ROANOKE, Va. – A lot of the things we know and love about Halloween can be hazardous to our pets.
10 News reporter Megan Woods spent the morning at Roanoke Valley SPCA to learn what you need to look out for this spooky season. Below are additional tips. For more information on adoptable pets at Roanoke Valley SPCA, click here.
Stash the Treats
The candy bowl is for trick-or-treaters, not Scruffy or Fluffy. Several popular Halloween treats are toxic to pets. Chocolate in all forms—especially dark or baking chocolate—can be very dangerous for cats and dogs, and sugar-free candies containing the sugar substitute xylitol can cause serious problems in pets.
Watch the Decorations and Keep Wires Out of Reach
While a carved jack-o'-lantern certainly is festive, pets can easily knock over a lit pumpkin and start a fire. Curious kittens are especially at risk of getting burned or singed by candle flame.
Be Careful with Costumes
For some pets, wearing a costume may cause undue stress. We recommend that you don't put your dog or cat in a costume unless you know he or she loves it. Be sure to have your pet try on the costume before the big night. If he or she seems distressed or shows abnormal behavior, consider letting your pet wear his or her "birthday suit" or don a festive bandana instead.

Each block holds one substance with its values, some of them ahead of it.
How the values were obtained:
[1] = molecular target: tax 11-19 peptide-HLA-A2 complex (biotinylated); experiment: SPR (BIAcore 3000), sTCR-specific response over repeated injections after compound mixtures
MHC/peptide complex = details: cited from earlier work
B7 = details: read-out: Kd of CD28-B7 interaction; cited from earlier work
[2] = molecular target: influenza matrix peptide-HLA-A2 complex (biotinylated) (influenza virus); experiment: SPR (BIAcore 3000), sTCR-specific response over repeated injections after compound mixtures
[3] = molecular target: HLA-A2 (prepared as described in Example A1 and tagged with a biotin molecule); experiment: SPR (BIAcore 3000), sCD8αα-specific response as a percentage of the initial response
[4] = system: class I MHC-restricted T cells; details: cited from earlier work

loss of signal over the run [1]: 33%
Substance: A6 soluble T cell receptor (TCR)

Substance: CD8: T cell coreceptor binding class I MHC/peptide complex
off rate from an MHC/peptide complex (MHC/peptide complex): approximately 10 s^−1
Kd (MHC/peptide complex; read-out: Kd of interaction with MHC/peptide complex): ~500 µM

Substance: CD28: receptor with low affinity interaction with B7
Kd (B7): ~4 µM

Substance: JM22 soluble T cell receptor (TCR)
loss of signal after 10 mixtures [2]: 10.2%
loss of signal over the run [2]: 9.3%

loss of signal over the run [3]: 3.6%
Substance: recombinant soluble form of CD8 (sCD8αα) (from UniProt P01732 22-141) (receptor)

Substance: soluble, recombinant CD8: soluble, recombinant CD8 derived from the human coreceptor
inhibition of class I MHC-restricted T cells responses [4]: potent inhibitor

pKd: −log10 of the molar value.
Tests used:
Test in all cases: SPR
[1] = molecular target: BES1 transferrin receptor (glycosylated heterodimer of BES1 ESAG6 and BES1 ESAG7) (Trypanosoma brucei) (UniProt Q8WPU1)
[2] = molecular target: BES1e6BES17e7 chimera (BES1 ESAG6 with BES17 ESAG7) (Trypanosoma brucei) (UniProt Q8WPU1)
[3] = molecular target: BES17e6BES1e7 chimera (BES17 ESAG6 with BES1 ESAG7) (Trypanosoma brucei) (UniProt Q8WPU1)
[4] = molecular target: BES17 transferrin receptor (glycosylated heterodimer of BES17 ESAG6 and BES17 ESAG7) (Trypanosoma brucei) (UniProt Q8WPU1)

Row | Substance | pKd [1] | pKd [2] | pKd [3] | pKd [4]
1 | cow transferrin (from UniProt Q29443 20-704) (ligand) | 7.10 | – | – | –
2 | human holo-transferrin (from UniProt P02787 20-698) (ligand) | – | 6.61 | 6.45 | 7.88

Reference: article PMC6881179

Keep Pets Calm and Easily Identifiable
Halloween brings a flurry of activity with visitors arriving at the door, and too many strangers can often be scary and stressful for pets. All but the most social dogs and cats should be kept in a separate room away from the front door during peak trick-or-treating hours. While opening the door for guests, be sure that your dog or cat doesn't dart outside. Better yet, keep pets in a bedroom during the festivities. And always make sure your pet is wearing proper identification—if for any reason he or she does escape, a collar with ID tags and/or a microchip can be a lifesaver for a lost pet.